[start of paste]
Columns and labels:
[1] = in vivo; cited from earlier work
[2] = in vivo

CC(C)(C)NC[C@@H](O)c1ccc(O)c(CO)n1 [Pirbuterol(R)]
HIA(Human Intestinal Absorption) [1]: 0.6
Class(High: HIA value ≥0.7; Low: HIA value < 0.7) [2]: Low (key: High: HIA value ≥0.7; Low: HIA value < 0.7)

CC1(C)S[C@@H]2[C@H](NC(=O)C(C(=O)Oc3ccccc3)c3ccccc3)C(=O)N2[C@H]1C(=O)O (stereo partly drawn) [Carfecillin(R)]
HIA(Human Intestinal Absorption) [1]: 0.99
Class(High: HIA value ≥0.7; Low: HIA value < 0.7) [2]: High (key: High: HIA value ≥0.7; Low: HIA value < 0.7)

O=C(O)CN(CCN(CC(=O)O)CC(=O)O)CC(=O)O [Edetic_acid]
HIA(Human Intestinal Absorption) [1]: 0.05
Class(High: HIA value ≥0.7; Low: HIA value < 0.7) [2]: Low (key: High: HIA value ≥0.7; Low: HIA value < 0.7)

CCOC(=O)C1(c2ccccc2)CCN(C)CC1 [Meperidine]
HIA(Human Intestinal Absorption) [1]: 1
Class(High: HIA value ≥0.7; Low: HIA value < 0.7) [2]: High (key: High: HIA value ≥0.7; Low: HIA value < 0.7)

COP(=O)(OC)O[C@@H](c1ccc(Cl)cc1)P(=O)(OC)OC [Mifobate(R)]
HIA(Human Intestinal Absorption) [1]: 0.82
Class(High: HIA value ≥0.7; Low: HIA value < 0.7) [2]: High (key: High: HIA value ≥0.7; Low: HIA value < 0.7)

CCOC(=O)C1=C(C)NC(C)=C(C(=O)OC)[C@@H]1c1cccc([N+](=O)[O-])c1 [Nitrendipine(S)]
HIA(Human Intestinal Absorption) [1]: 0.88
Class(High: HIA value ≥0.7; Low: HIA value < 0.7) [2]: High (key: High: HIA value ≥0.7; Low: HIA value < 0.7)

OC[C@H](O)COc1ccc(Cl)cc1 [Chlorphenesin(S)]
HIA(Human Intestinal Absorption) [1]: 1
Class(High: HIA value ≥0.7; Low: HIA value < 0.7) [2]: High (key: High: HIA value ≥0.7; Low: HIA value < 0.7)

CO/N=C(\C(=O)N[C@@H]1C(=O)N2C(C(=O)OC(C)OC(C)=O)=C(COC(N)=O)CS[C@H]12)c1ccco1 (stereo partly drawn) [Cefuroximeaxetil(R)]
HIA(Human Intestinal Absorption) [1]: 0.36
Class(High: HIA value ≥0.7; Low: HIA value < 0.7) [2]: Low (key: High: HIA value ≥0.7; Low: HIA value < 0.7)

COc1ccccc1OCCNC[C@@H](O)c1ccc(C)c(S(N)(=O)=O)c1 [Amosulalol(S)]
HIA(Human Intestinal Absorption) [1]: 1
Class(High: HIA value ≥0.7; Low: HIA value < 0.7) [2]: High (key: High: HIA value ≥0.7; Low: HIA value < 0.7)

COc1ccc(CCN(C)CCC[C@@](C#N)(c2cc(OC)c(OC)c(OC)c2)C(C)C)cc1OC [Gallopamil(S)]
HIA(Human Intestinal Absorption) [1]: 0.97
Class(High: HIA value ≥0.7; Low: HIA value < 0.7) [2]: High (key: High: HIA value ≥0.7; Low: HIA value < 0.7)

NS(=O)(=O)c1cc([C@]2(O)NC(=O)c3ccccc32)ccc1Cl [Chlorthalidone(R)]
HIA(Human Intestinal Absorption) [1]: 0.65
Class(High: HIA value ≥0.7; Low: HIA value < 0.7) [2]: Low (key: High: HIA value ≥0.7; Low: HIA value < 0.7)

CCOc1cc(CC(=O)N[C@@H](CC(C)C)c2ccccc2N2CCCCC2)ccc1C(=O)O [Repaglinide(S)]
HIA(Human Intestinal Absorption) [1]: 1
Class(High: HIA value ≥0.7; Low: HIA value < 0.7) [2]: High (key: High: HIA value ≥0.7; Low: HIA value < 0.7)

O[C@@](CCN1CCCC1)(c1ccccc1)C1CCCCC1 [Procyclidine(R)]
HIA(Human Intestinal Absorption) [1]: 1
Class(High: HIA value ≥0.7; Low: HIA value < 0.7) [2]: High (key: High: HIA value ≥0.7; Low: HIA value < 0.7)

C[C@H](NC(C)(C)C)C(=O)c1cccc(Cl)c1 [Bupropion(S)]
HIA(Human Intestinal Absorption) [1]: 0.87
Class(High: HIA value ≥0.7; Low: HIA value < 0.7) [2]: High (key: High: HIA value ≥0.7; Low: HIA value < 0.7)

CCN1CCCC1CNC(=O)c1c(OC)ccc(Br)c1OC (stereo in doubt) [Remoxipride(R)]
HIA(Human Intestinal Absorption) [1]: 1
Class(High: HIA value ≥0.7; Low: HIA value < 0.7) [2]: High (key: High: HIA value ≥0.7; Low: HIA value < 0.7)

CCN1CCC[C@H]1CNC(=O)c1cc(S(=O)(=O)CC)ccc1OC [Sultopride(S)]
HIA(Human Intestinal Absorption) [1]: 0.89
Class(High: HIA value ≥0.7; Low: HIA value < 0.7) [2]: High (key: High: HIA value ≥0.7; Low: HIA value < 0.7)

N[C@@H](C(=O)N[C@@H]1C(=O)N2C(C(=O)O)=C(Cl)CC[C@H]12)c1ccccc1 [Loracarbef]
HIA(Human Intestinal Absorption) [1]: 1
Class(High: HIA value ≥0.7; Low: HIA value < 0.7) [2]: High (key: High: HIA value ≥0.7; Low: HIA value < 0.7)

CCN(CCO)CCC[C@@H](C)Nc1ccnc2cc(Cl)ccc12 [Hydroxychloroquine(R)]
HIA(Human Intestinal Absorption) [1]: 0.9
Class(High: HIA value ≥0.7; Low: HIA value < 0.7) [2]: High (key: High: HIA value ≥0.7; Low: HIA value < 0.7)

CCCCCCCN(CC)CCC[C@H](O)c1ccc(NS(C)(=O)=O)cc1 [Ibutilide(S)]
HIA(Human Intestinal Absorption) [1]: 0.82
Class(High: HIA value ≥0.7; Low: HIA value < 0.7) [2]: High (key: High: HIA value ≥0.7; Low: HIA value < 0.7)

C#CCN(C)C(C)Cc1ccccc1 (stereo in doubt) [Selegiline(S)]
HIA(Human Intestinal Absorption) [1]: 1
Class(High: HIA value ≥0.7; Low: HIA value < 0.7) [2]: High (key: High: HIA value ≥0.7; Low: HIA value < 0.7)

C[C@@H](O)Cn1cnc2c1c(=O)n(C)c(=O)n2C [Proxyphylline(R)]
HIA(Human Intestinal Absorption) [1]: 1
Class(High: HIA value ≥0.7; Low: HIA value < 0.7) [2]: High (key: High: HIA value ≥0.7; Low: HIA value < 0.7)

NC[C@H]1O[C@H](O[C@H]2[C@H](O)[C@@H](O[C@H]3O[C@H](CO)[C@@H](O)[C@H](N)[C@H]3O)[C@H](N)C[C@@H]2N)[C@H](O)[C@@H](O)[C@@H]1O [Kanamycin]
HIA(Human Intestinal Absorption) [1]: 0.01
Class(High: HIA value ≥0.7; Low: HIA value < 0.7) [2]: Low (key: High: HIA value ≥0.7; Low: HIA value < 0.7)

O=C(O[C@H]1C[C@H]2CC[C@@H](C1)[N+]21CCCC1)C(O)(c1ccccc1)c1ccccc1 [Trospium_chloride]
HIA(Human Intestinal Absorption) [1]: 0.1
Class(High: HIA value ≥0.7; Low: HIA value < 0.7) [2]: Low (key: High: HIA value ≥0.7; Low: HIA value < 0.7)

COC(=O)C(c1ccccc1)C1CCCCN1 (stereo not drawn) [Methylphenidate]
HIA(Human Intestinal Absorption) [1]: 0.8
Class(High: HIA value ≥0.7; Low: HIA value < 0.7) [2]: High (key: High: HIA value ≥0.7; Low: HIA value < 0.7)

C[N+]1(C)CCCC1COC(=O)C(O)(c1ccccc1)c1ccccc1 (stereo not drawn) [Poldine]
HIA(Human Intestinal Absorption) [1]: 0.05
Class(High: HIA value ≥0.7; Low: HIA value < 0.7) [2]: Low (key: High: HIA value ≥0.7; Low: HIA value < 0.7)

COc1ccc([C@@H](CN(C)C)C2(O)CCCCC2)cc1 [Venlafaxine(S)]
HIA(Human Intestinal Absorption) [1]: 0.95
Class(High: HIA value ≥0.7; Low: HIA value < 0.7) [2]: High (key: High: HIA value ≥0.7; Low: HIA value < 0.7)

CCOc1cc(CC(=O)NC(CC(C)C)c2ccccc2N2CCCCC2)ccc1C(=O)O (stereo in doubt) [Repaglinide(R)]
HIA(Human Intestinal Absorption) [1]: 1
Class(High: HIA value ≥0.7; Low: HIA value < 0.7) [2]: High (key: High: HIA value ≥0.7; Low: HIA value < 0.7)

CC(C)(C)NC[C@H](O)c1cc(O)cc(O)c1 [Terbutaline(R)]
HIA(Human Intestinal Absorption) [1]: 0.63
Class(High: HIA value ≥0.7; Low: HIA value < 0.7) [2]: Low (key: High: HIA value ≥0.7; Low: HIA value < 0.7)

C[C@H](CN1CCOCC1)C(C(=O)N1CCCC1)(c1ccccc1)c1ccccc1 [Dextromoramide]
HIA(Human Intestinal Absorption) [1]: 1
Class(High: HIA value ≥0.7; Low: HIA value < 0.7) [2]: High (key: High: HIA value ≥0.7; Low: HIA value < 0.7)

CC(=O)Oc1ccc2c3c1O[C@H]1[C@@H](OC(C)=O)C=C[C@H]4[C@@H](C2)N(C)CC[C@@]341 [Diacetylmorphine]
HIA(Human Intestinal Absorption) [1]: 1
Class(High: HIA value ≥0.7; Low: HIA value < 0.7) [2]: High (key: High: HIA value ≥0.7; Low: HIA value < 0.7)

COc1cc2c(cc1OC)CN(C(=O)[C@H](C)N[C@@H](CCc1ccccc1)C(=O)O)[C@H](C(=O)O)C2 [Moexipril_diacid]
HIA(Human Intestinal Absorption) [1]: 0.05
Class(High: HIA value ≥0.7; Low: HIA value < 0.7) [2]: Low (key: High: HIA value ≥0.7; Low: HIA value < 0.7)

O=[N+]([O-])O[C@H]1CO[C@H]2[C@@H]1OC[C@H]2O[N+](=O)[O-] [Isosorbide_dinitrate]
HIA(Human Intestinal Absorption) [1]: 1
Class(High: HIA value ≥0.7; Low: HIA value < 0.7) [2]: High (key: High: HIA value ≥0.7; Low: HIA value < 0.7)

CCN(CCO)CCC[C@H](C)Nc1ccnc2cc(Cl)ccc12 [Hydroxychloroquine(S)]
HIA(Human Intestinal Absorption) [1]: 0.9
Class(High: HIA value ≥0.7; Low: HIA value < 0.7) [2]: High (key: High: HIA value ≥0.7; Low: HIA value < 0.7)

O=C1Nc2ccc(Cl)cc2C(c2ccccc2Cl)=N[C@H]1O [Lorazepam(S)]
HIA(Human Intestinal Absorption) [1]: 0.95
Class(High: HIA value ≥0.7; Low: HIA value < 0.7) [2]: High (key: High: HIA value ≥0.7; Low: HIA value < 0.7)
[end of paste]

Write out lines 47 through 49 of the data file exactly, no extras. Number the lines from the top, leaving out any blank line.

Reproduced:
HIA(Human Intestinal Absorption) [1]: 1
Class(High: HIA value ≥0.7; Low: HIA value < 0.7) [2]: High (key: High: HIA value ≥0.7; Low: HIA value < 0.7)

CCN1CCC[C@H]1CNC(=O)c1cc(S(=O)(=O)CC)ccc1OC [Sultopride(S)]